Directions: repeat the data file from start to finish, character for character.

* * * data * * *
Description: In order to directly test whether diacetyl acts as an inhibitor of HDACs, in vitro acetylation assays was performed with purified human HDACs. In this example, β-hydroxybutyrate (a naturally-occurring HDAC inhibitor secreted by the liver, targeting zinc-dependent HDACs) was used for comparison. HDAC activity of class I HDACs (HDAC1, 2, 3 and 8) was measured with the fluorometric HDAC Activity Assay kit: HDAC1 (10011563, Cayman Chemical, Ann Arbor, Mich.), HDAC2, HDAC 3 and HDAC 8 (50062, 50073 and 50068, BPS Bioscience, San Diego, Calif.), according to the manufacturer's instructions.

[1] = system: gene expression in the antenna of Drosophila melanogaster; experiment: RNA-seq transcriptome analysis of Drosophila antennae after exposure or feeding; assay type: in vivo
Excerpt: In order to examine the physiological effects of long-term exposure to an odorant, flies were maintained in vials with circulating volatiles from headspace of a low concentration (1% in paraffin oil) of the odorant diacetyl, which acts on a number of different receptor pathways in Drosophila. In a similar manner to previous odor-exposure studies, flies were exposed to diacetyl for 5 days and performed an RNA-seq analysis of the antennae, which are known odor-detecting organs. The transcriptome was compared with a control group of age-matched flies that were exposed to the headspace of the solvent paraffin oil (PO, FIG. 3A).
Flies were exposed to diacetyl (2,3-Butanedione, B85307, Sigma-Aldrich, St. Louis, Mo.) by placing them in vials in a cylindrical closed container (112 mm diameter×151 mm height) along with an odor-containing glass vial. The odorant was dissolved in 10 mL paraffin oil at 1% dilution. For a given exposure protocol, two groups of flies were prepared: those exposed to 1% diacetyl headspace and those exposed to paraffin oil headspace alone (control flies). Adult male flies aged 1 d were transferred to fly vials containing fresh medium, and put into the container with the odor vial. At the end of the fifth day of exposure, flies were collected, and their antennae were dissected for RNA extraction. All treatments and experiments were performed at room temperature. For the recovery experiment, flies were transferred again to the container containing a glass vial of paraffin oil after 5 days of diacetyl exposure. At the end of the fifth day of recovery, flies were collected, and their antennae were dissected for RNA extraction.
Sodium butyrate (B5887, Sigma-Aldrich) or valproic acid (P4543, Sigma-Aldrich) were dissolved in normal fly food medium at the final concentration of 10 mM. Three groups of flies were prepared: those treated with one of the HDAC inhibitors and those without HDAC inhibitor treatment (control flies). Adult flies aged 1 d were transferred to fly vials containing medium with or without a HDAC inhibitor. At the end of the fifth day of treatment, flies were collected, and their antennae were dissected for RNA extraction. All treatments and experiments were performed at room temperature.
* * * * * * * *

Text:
Description: In order to directly test whether diacetyl acts as an inhibitor of HDACs, in vitro acetylation assays was performed with purified human HDACs. In this example, β-hydroxybutyrate (a naturally-occurring HDAC inhibitor secreted by the liver, targeting zinc-dependent HDACs) was used for comparison. HDAC activity of class I HDACs (HDAC1, 2, 3 and 8) was measured with the fluorometric HDAC Activity Assay kit: HDAC1 (10011563, Cayman Chemical, Ann Arbor, Mich.), HDAC2, HDAC 3 and HDAC 8 (50062, 50073 and 50068, BPS Bioscience, San Diego, Calif.), according to the manufacturer's instructions.

[1] = system: gene expression in the antenna of Drosophila melanogaster; experiment: RNA-seq transcriptome analysis of Drosophila antennae after exposure or feeding; assay type: in vivo
Excerpt: In order to examine the physiological effects of long-term exposure to an odorant, flies were maintained in vials with circulating volatiles from headspace of a low concentration (1% in paraffin oil) of the odorant diacetyl, which acts on a number of different receptor pathways in Drosophila. In a similar manner to previous odor-exposure studies, flies were exposed to diacetyl for 5 days and performed an RNA-seq analysis of the antennae, which are known odor-detecting organs. The transcriptome was compared with a control group of age-matched flies that were exposed to the headspace of the solvent paraffin oil (PO, FIG. 3A).
Flies were exposed to diacetyl (2,3-Butanedione, B85307, Sigma-Aldrich, St. Louis, Mo.) by placing them in vials in a cylindrical closed container (112 mm diameter×151 mm height) along with an odor-containing glass vial. The odorant was dissolved in 10 mL paraffin oil at 1% dilution. For a given exposure protocol, two groups of flies were prepared: those exposed to 1% diacetyl headspace and those exposed to paraffin oil headspace alone (control flies). Adult male flies aged 1 d were transferred to fly vials containing fresh medium, and put into the container with the odor vial. At the end of the fifth day of exposure, flies were collected, and their antennae were dissected for RNA extraction. All treatments and experiments were performed at room temperature. For the recovery experiment, flies were transferred again to the container containing a glass vial of paraffin oil after 5 days of diacetyl exposure. At the end of the fifth day of recovery, flies were collected, and their antennae were dissected for RNA extraction.
Sodium butyrate (B5887, Sigma-Aldrich) or valproic acid (P4543, Sigma-Aldrich) were dissolved in normal fly food medium at the final concentration of 10 mM. Three groups of flies were prepared: those treated with one of the HDAC inhibitors and those without HDAC inhibitor treatment (control flies). Adult flies aged 1 d were transferred to fly vials containing medium with or without a HDAC inhibitor. At the end of the fifth day of treatment, flies were collected, and their antennae were dissected for RNA extraction. All treatments and experiments were performed at room temperature.